Trends in snacking

In today’s on-the-run society the temptation of the quick-fix convenient snack, often in the form of the nutritional bar, may appear to be just what a hungry tummy ordered. Clever advertising may suggest health values, however, nutritionists agree that not all nutritional bars are created equal! Many are high in refined sugar and can have as much saturated fat as a regular confectionary bar.

A recent Mintel report on snacking suggests that there is a growing preference for healthy food choices. And young people - the Millennial generation of 21 to 38 year olds, for example – were likely to snack for function and focus, with 39% snacking to get an energy boost. And California prunes tick lots of these boxes.

  • Sweet (Prunes contain only naturally occurring sugars, with no added sugar.)
  • Super-tasty
  • Packed with nutrients 
  • Low Glycaemic Index (GI) of 29, which means that their sugar is released relatively slowly on digestion, helping to avoid the “rush-and-slump” that can be associated with other snacks.

It makes dietary sense to have a repertoire of easily prepared snacks up your sleeve, ideally ones that can be made advance, are suitable for the whole family and can be enjoyed whenever you're on the run. Think school lunch boxes, pre or post-exercise pick-me-ups, an office 'deskfast'. Check out our Prune Energy Balls - tasty, satisfying and nutritious.

Please Note: Prunes are good for digestion and help keep you regular, when 100g are eaten as part of a varied and balanced diet and an active lifestyle. Always consult a GP if you have any health concerns.

A side order of body confidence – just in time for summer!

Posted by Sunsweet - Thursday, May 05, 2016

Poor body image; it can be a barrier to both happiness and health, so why not play to your strengths and bag yourself a whole load of body confidence .... just in time for summer. And we'll let you into a little secret: it's as much about your mind as it is about your body!

Embracing diversity – even in the toy world

After decades of criticism about promoting a body shape that is, without drastic surgery, unattainable to most, Mattel have finally given into pressure and released a range of Barbie dolls that more accurately represent the bodies of real women. The new range includes different body types - tall, curvy and petite – and a broader mix of skin tones, hair colours and textures. The changes are long overdue. An opinion piece in Time magazine commented that there have been times when the lack of body diversity in the Barbie range has seemed, at best, outdated and, at worst, downright offensive. And how people feel about their bodies matters.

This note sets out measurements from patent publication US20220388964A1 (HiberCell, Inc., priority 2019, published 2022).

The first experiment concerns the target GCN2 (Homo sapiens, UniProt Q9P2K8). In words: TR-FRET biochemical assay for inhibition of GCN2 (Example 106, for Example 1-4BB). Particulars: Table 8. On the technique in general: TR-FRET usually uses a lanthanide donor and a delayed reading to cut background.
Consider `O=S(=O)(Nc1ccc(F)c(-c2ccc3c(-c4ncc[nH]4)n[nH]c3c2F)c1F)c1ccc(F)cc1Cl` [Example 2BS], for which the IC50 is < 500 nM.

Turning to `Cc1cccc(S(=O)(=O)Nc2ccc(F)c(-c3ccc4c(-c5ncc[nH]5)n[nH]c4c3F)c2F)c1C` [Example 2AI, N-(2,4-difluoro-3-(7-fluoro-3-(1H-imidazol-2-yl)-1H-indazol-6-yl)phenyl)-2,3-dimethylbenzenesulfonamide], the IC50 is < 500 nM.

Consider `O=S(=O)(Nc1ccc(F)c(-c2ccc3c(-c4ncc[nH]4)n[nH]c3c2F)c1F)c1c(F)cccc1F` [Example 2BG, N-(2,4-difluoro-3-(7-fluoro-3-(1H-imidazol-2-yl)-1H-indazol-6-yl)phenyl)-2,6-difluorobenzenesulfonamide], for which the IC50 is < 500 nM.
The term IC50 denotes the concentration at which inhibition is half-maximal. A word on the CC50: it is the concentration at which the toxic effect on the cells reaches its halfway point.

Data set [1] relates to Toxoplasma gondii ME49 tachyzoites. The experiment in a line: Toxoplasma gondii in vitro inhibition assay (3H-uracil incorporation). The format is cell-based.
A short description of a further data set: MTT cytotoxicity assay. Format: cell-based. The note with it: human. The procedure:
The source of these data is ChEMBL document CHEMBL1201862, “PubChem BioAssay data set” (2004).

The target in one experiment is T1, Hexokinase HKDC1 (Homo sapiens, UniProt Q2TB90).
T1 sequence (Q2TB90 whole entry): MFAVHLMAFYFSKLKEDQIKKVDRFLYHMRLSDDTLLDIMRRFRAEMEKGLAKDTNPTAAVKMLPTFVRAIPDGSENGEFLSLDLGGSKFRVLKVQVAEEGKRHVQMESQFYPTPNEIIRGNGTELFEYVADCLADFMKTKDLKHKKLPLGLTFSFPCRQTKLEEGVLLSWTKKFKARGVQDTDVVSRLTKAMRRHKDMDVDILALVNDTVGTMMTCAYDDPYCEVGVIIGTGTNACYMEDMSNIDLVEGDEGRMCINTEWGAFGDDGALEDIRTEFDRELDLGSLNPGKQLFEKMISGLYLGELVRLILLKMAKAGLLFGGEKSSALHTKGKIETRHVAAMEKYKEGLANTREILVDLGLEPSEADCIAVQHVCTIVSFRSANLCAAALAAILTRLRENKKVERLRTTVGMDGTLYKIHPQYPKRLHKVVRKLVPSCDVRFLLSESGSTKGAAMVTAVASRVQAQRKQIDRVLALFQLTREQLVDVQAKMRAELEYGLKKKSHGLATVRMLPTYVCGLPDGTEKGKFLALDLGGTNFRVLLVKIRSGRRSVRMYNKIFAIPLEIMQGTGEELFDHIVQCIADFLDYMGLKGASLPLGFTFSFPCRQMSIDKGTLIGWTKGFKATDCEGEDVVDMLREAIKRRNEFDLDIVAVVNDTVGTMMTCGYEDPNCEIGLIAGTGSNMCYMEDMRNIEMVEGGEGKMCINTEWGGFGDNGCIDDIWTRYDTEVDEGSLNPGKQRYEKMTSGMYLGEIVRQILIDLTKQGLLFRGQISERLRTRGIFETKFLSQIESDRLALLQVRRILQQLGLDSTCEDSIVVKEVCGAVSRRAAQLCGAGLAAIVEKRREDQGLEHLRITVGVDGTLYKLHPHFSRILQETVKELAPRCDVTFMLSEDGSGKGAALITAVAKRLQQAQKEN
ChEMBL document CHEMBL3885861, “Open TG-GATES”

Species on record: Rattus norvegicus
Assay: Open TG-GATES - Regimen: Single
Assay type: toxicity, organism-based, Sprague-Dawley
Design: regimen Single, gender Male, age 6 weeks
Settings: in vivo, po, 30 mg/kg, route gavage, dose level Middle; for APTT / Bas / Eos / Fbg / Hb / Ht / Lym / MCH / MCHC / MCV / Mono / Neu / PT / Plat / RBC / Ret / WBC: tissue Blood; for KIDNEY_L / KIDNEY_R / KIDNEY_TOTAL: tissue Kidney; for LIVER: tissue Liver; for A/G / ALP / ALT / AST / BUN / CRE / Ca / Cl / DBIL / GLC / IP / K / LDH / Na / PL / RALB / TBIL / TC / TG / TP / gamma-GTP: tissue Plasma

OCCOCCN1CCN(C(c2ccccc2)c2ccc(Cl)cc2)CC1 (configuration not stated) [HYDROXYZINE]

Body image matters

The way that we feel about the size and shape and overall appearance of our bodies can have an impact, either positively or negatively, on our overall confidence levels. Low confidence, about any aspect of ourselves, can affect our self-esteem making it more difficult for us to try new things. Even if those new things could ultimately end up with us feeling better about our bodies! Things like trying out a selection of healthy, new recipes or giving a fun, high energy exercise class a go.

So poor body image can be a barrier to both happiness and health but, conversely, a report from gov.uk found that having a positive body image is associated with:

  • Making healthy choices, eating and exercising well
  • Treating your body with respect
  • Being self-protective, e.g: avoiding websites/ magazines that promote idealised beauty

But how exactly can that be achieved?

The positive psychology movement

Martin Seligman is a mover and shaker in the field of positive psychology. He has an impressive body of work that focuses on the promotion of good mental health to live a life that is as meaningful as possible. By focusing on our personal strengths, according to Seligman, we can help to boost our esteem thus making it easier for us to make healthy lifestyle choices – including trying those all-important new things! He suggests thinking about what makes you feel excited, what makes you feel invigorated rather than exhausted, what makes you feel joyful and enthusiastic and focusing on those.

Playing to your strengths

So, with summer just around the corner, here are our top three tips for getting yourself a whole load of body confidence. And guess what? It's as much about your mind as it is about your body!

  1. Ignore, if at all possible, societal pressure about body conformity: without personal stylists, flattering lighting and heavy-handed airbrushing, even the cover girls wouldn't look like cover girls!
  2. Embrace your uniqueness, celebrate it, aim to be you at your very best and remember that if you feel good, you'll exude confidence and there's nothing more attractive than that!
  3. Eat well so that you're bursting with energy and, that way, you'll feel more inclined to exercise. And do you know what? You'll glow!

Good luck!

PS: Don't forget to check out our fab healthy recipe collection. And be inspired to try something new.

Please Note: Prunes are good for digestion and help keep you regular, when 100g are eaten as part of a varied and balanced diet and an active lifestyle. Always consult a GP if you have any health concerns.